Job Design

Topics: Evaluation, Employment, Work Pages: 13 (3044 words) Published: September 1, 2006
Table Of Contents

Job Design integrates work content (tasks, functions, relationships), the rewards

(Extrinsic and intrinsic) and the qualifications required (skills, knowledge, abilities) for each job in a way that meets the needs of employees and the organizations.

It involves an interaction between what the organizations need to be done in terms of activities and what a person would do. It creates a framework of the job along with the strategy of the organization.

Job Design involves three steps:

The specification of individual tasks.
The specification of the method(s) of performing each task
The combination of tasks into specific jobs to be assigned to the individuals. Here, steps 1 and 3 determine the job content and step 2 indicates precisely how the job shall be performed. While designing a job, requirements of the organization and individual needs of the job holder must be considered. The key to successful job design lies in balancing the requirements of the organization and the jobholder

The design of jobs has a critical impact on organizations and employee objectives. From the organisation's perspective, the way tasks and responsibilities are grouped can affect productivity and costs. Jobs that are not satisfying or are too demanding may be difficult to fill. Boring jobs may lead to a high employee turnover. For an employee, motivation and satisfaction are affected by the match between the job factors (content, qualification and rewards) and personal needs. Therefore, thoughtful design of jobs can help both the organizations and its employees achieve their objectives.

Job & Role:
Job is unstructured; it is not person specific but organization specific. It remains fixed and is not amenable to multiskilling.

Role on the other hand can be flexible. It is dependent
on the person, content, situation and circumstances. Here the purpose is based on the organizational context yet it is person specific. It is anchored in reality. It is generally described in behavioural terms, outcomes as well as competencies. It can expand if required and if the person is capable.

However some structure and boundaries are needed with in which such flexibility can be there. The lack of such structures would lead to chaos and duplication.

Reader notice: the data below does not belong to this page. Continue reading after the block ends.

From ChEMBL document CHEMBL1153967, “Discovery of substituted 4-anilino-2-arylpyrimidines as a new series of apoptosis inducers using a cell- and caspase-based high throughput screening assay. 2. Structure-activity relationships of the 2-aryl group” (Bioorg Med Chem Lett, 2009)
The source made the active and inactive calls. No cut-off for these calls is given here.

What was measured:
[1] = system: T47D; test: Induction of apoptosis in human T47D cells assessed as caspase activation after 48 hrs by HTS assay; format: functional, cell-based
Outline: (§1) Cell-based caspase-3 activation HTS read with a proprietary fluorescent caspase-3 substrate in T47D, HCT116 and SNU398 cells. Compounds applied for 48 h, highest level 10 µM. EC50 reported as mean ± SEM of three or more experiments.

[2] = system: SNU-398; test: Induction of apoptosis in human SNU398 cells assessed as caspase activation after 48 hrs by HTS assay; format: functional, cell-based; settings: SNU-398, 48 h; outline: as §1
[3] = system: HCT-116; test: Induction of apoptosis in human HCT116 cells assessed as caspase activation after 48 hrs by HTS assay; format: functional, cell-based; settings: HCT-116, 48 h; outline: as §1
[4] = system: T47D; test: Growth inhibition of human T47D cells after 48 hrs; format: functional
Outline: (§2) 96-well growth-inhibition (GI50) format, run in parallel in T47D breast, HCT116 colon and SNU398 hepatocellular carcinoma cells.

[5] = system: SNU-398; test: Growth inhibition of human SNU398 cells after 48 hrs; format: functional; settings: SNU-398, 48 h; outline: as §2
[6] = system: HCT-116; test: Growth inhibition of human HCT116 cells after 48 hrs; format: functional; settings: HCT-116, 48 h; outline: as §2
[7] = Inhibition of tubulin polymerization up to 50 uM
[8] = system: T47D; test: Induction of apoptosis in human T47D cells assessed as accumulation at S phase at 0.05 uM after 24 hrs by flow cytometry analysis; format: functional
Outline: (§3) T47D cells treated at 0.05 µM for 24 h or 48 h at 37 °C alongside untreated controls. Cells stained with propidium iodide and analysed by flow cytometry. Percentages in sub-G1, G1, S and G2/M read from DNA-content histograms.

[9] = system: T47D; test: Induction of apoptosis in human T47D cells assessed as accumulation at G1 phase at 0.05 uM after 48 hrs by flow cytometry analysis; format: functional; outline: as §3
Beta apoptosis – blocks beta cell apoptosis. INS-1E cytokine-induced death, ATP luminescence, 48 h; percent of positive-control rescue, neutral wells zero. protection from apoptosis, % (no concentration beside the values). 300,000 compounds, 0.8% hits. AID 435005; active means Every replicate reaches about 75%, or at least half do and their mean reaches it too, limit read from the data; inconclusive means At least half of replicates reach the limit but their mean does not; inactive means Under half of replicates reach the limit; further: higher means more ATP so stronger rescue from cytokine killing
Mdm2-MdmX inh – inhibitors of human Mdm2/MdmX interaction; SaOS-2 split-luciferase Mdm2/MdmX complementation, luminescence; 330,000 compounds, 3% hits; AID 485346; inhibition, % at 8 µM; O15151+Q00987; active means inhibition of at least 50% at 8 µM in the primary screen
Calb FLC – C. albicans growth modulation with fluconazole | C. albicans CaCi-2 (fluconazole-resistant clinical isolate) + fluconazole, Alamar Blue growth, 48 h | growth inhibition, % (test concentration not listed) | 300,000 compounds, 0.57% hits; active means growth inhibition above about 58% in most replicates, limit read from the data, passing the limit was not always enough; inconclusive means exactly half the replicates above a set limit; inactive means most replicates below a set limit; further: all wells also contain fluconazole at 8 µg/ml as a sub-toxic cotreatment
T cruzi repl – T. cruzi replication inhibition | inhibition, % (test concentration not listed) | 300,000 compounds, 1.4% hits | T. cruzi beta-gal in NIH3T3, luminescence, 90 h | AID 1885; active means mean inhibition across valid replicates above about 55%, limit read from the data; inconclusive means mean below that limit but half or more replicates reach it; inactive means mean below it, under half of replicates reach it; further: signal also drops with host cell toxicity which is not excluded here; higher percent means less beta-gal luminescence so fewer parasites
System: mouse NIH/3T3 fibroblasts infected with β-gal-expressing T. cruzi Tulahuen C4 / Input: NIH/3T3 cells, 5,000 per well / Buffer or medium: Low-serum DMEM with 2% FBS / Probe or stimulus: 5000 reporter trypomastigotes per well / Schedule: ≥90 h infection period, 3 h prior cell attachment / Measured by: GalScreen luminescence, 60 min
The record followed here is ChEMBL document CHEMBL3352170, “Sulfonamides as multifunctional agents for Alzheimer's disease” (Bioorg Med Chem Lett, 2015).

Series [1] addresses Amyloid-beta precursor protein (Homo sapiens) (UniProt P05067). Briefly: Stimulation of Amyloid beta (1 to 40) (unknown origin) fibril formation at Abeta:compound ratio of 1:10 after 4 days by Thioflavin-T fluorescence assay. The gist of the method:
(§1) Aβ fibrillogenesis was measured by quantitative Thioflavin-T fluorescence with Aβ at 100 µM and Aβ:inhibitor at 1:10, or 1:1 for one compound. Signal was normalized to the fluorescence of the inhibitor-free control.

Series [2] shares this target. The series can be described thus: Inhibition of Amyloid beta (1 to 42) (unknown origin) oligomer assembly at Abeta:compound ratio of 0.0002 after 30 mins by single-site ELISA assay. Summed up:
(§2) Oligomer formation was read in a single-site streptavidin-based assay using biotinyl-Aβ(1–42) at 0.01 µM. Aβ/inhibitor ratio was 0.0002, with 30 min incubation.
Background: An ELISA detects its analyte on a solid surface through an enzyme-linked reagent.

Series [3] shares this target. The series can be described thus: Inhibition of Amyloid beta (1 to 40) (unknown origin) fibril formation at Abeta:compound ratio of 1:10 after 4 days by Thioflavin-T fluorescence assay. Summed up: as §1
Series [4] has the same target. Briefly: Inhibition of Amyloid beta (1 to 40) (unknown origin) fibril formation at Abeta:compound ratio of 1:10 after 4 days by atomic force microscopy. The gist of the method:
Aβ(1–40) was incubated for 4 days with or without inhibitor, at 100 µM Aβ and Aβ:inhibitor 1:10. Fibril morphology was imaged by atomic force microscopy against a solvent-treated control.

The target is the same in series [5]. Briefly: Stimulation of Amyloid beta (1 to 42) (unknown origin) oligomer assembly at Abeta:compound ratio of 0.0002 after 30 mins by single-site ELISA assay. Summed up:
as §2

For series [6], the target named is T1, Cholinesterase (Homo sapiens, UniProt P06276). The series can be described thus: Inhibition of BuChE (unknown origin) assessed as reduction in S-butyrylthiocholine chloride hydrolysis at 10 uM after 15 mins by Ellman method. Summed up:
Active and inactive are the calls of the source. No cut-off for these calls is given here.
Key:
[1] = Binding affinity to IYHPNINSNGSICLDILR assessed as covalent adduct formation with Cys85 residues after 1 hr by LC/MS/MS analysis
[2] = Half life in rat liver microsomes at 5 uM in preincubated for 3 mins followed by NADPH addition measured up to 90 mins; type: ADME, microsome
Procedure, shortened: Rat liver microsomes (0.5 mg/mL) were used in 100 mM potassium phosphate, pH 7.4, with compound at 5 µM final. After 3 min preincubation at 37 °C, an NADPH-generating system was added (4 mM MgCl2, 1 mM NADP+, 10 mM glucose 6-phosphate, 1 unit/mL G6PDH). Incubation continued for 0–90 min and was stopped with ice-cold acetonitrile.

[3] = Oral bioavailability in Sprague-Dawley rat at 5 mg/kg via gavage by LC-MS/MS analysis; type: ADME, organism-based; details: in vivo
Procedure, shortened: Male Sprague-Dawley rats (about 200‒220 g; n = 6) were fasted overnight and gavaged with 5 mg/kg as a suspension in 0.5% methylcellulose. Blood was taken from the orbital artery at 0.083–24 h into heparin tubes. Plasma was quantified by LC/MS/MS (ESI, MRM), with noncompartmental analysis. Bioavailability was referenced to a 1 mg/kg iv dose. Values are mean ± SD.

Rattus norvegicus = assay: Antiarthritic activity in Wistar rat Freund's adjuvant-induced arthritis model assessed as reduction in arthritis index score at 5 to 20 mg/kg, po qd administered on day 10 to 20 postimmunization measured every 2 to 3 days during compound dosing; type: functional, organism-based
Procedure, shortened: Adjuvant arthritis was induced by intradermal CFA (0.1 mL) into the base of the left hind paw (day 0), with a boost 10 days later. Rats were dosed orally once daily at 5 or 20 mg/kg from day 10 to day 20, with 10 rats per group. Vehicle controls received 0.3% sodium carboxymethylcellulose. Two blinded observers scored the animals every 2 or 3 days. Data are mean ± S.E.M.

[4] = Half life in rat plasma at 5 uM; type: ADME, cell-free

In order to make an organization more responsive to the fast paced changes, there is a need for flexibility. There needs to be a shift from extremely structured jobs to more person oriented, competency based and flexible roles, which in spite of functioning within the set boundaries or structures would still provide flexibility and autonomy to perform the task.

Today there is a merger between the traditional job descriptions and role description. Job Descriptions now also contain Key Strength Areas and competency models and thus are called role profiles. The documentation is thus richer and gives the person a better idea and understanding of his role and how he should perform to achieve objectives.

The Elements of Job:
Job Description:
Job description describes the job, the purpose of the job, contribution of the particular job towards the final goal or objective, the roles and responsibilities, the required skills and qualifications of the person to perform the job. The employees are the customers of the organization, and to elicit work from them, it needs to be made easy for them and clear. There should be a two-way gain: both for the organization as well as the employee and so job descriptions are extremely important.

Job Title:
The title of the job explains the work or the grade. The nearer the title is to the actual work, dissonance would be lower. It would explain the lateral, reporting, vertical and

External relationships. It would also help in defining the boundaries of authority and responsibility.

Job Responsibilities:
At the lowest level, it would include the tasks or the activities to be performed. At a...
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